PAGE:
BEIJING?China's industrial sector picked up last month, with an official gauge of factory activity rising to its highest level in two years, driven by higher commodity prices and a property boom that are stabilizing the wobbly economy.

China's official manufacturing purchasing managers index increased to 51.2 in October from September's 50.4, the National Bureau of Statistics said Tuesday. The reading, the third straight month of expansion, beat a median forecast of 50.3 by 11 economists polled by The Wall Street Journal. The index has remained at or above the 50 mark that separates expansion and contraction for seven out of the last eight months.

The improvement appeared broad-based: subindexes for new orders and production all rose. An official index for nonmanufacturing activity also edged up, to 54.0 in October from 53.7 in September. A competing private gauge, the Caixin manufacturing PMI, also leapt higher, to 51.2 in October from 50.1 in September, Caixin Media Co. and research firm Markit said Tuesday.

"Property has helped the economy and we're seeing a lot of speculation in commodities," said Commerzbank AG economist Zhou Hao. "But this is not a turnaround. It just confirms stability and that the economy is not as risky as earlier expected."

Mr. Zhou and other economists said recent economic stability, after years of downward drift, is largely the result of stepped up fiscal spending and easy money policies that have fueled strong real estate activity in top markets. Infrastructure investment rose 19.4% in the first three quarters, according to official statistics.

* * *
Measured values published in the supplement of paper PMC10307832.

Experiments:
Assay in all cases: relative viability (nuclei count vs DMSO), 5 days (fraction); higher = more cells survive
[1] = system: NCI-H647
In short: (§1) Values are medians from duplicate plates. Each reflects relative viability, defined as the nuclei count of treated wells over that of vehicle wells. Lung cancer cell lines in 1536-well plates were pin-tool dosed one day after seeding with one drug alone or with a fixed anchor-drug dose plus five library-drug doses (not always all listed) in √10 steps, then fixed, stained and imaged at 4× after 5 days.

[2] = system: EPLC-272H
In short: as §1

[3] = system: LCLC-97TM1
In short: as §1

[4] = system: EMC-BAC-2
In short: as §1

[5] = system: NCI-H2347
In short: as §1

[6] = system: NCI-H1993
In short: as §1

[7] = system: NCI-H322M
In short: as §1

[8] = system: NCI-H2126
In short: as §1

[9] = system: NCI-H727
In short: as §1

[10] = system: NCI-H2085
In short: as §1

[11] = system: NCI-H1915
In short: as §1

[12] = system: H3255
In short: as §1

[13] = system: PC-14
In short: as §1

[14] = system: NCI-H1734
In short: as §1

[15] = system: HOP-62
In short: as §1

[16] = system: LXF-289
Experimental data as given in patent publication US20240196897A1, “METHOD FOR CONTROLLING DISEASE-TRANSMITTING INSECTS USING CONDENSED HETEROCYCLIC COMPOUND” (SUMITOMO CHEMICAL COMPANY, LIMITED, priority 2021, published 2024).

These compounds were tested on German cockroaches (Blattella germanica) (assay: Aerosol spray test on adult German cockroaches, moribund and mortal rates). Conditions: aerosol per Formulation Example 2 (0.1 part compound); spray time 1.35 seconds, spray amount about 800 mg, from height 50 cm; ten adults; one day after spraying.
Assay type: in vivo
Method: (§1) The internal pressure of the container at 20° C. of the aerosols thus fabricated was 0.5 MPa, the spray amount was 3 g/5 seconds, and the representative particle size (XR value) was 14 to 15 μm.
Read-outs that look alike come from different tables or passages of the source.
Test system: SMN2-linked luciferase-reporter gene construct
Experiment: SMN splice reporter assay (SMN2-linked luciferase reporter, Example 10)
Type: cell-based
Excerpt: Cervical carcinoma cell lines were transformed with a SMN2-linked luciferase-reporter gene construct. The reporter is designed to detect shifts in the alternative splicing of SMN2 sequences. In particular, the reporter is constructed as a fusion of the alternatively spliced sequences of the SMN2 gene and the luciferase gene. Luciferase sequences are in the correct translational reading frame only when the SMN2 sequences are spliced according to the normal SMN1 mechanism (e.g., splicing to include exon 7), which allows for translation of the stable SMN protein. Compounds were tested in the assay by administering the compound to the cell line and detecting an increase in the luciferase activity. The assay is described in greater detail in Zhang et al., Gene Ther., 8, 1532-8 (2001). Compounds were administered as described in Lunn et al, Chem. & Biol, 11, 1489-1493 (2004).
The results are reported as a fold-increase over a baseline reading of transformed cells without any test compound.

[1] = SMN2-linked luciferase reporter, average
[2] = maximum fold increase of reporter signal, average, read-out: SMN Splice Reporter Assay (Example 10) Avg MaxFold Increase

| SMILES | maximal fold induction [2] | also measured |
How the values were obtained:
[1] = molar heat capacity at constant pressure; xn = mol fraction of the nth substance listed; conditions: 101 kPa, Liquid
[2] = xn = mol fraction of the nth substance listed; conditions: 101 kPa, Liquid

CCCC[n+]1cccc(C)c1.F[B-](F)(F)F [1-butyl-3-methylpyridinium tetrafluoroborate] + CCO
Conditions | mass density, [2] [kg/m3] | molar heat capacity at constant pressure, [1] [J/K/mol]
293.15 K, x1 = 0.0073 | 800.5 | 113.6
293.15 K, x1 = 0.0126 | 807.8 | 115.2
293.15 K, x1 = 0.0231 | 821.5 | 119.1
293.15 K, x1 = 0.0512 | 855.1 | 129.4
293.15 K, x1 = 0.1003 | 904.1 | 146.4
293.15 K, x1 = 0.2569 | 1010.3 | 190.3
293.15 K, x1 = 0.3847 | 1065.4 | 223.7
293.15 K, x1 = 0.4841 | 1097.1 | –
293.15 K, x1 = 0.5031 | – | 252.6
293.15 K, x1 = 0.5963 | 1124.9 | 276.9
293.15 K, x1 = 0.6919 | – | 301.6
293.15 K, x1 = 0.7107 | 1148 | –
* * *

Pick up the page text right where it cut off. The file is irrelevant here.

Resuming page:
Also pushing up the manufacturing index last month, which rose to its highest level since July 2014, were higher priced commodities such as coking coal, thermal coal and iron ore.

October's elevated PMI reading isn't likely to last long, some economists said. While higher commodity prices are good for raw material suppliers, they could hurt factory owners down the road, said RHB Group economist Zhang Fan. "I think it's more likely a one-off jump," he added.

In a bid to dampen speculative pressure in a property market that has seen price increases of more than 40% year-over-year in some cities, local governments in recent weeks have rolled out selective mortgage and other restrictions. This appears to be having some impact. In the first three weeks of October, the volume of property deals increased by 7.9% month-over-month in 30 major cities compared with more than double-digit growth in previous months.

Liyan Qi contributed to this article.

Write to Mark Magnier at mark.magnier@wsj.com

(END) Dow Jones Newswires

October 31, 2016 23:35 ET (03:35 GMT)Copyright (c) 2016 Dow Jones & Company, Inc.